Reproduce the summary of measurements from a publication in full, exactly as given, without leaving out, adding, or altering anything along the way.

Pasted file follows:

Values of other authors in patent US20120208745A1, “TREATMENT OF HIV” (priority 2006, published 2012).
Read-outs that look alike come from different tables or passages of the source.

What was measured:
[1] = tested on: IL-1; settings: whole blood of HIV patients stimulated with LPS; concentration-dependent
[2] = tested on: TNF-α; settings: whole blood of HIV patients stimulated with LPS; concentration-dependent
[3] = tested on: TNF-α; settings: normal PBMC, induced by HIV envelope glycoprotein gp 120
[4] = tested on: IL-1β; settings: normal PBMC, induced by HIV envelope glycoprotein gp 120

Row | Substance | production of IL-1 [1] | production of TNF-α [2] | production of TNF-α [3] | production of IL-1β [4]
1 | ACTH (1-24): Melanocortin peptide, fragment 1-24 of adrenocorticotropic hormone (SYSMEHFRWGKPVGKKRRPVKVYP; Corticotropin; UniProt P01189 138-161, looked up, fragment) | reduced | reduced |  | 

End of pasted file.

Values of other authors in patent US20120208745A1, “TREATMENT OF HIV” (priority 2006, published 2012).
Read-outs that look alike come from different tables or passages of the source.

What was measured:
[1] = tested on: IL-1; settings: whole blood of HIV patients stimulated with LPS; concentration-dependent
[2] = tested on: TNF-α; settings: whole blood of HIV patients stimulated with LPS; concentration-dependent
[3] = tested on: TNF-α; settings: normal PBMC, induced by HIV envelope glycoprotein gp 120
[4] = tested on: IL-1β; settings: normal PBMC, induced by HIV envelope glycoprotein gp 120

Row | Substance | production of IL-1 [1] | production of TNF-α [2] | production of TNF-α [3] | production of IL-1β [4]
1 | ACTH (1-24): Melanocortin peptide, fragment 1-24 of adrenocorticotropic hormone (SYSMEHFRWGKPVGKKRRPVKVYP; Corticotropin; UniProt P01189 138-161, looked up, fragment) | reduced | reduced |  | 